So, I’ve already slacked on the effort to blog daily in response to the #reverbbroads starter questions. So, today, I’ll attempt to negotiate my way through integrating the two posts, “Who are your role models?” and “What did people tease you about growing up?”
Honestly, this isn’t as big of a challenge as it may seem. The only thing I really got teased about as a kid was that I was brainy. I was the stereotypical brainy girl — glasses, braces, and a need to raise my hand in class when a question was asked and no one else was volunteering. I wasn’t an outcast — I always had a pretty big group of friends at school — but I didn’t quite fit in either. I never thought that I was smarter than my friends, but I knew from an early age that I was more cerebral. Smart or intelligent might be viewed as inherent. I just thought a lot. I read a lot. I asked a lot of questions. I was political and argumentative at an early age. The only real problem with this (beyond the teasing of my sister and family and occasionally someone at school) was that I always assumed that no one would understand me. I was in my own head too much to share much of myself with others, and I therefore saw myself as being outside of the way that kids were supposed to act. If I had been teased mercilessly, other than by my family, I probably wouldn’t have noticed — I was too busy thinking.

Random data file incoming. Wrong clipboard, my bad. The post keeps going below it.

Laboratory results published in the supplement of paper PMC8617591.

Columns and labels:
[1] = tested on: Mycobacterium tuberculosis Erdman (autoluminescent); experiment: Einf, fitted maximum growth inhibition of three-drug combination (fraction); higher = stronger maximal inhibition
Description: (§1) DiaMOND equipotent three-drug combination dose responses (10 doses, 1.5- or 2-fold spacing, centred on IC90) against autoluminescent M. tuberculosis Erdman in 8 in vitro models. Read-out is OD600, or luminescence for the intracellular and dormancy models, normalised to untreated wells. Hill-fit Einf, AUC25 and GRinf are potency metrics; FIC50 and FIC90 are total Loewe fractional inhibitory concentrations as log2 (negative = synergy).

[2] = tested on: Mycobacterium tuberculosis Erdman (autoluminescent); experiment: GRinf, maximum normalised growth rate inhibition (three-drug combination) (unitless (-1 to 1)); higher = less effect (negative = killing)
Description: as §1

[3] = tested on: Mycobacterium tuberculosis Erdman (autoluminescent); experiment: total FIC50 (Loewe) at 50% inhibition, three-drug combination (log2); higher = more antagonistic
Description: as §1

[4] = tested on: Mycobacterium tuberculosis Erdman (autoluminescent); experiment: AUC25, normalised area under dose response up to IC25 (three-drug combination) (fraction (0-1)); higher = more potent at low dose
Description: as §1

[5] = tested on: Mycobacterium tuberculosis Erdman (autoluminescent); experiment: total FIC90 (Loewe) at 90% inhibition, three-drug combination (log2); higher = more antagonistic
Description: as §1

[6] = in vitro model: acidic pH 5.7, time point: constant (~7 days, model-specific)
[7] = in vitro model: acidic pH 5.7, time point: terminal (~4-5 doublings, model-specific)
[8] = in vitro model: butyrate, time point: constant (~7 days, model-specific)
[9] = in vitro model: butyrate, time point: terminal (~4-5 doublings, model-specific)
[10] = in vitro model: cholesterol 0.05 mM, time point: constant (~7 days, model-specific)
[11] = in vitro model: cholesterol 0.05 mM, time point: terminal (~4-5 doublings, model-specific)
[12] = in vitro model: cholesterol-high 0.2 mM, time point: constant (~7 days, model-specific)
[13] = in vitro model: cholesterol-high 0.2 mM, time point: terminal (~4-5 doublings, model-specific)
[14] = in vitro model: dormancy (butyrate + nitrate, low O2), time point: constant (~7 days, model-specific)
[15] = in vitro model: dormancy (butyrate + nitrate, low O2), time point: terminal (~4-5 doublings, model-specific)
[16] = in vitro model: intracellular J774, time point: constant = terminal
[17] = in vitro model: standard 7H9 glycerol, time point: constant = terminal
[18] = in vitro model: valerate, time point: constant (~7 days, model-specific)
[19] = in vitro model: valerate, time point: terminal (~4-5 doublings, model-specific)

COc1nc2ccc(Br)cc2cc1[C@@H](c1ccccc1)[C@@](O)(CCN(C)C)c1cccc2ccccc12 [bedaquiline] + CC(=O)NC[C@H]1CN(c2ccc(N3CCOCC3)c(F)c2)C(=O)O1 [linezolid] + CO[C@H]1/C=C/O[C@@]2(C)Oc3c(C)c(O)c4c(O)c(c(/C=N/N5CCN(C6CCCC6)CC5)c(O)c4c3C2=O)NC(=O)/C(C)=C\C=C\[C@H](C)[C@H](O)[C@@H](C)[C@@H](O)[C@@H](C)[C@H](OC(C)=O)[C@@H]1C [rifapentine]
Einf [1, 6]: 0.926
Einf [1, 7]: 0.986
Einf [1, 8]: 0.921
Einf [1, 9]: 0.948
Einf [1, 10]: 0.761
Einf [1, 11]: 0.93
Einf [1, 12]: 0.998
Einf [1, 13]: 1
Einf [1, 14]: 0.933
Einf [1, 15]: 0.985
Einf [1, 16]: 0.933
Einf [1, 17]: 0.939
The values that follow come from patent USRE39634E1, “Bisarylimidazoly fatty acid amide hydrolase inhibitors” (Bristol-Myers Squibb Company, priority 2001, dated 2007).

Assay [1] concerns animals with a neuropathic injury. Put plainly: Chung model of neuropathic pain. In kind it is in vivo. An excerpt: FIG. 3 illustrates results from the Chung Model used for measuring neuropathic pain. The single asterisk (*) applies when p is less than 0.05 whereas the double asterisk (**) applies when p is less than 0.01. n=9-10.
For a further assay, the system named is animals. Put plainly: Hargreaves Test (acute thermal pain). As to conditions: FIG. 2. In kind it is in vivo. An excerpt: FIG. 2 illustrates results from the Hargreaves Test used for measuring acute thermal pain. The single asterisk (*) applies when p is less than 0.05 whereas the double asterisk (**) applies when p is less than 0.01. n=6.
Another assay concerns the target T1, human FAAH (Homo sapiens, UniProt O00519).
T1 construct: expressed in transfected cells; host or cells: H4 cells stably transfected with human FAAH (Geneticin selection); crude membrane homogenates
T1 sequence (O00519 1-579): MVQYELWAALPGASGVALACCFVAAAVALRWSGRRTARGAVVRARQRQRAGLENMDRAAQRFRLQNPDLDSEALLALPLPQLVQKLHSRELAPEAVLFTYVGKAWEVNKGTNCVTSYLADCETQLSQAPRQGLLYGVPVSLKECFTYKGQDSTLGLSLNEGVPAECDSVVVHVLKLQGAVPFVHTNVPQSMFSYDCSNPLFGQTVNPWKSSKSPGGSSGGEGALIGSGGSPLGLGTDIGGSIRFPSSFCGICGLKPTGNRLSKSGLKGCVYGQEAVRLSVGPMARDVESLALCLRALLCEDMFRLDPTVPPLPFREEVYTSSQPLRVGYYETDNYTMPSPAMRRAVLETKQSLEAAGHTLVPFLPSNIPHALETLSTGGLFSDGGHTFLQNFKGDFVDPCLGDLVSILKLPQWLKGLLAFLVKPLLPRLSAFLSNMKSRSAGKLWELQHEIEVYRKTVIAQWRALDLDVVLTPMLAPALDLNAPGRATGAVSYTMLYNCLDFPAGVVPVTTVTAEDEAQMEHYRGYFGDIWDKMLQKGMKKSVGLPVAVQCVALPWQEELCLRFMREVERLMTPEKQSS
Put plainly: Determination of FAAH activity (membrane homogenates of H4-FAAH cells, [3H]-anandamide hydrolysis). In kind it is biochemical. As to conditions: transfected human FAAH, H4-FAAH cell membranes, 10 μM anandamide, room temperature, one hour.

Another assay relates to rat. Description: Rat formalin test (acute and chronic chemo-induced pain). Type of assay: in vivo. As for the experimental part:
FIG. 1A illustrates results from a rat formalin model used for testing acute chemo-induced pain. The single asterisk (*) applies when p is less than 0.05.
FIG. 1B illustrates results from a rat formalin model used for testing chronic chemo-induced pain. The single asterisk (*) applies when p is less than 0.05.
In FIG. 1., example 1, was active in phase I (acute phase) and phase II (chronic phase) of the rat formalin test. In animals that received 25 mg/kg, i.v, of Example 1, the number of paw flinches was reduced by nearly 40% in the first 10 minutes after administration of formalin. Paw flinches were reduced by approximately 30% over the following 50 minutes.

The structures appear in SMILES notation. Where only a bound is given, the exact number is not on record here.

So, when I think about role models, I’ve always looked to strong women who weren’t afraid to think. My great-grandmother, who came to this country alone and as a child, and always seemed to have the right answer for everything. My Aunt Irene, who despite being traditional in many ways, never cowered to anyone and always knew that her brain was her most valuable asset. And others — Elizabeth Cady Stanton, who looked to her friends for help with her children so that she could rewrite the Bible in a way that didn’t degrade women, Alice Paul, who was willing to push outside of even the more progressive women of her time, Margaret Atwood and S.E. Hinton, authors who certainly wrote as strong women but who also understood the world around them. I could say that I admire so many others — certainly those who advocate peace and truth, justice and integrity. Martin Luther King, Jr. and Gandhi certainly come to mind. But more often than not, I look to those who women who have the strong moral compass, are unafraid to use their minds, and who are willing to push the boundaries.